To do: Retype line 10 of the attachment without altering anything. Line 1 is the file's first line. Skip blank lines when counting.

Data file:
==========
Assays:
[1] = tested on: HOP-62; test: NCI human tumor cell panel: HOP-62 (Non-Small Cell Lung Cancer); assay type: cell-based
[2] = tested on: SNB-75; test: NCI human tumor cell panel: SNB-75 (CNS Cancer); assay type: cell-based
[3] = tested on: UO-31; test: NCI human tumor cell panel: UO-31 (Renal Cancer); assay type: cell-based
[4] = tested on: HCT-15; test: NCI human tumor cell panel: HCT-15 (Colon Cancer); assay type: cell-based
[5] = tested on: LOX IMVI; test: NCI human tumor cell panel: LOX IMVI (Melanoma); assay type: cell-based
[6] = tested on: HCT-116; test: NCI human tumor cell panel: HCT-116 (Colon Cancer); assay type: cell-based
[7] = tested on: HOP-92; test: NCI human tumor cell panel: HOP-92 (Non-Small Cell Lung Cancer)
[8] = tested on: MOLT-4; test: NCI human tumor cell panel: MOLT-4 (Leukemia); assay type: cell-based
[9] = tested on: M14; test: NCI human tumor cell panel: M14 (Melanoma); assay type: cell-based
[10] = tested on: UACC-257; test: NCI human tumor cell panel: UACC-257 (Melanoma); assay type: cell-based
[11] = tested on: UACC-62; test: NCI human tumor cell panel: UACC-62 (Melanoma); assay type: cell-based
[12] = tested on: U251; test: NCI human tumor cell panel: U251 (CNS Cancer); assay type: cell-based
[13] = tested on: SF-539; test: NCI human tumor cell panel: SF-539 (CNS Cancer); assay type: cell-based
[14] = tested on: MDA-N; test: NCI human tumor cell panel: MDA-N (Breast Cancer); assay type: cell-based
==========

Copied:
[9] = tested on: M14; test: NCI human tumor cell panel: M14 (Melanoma); assay type: cell-based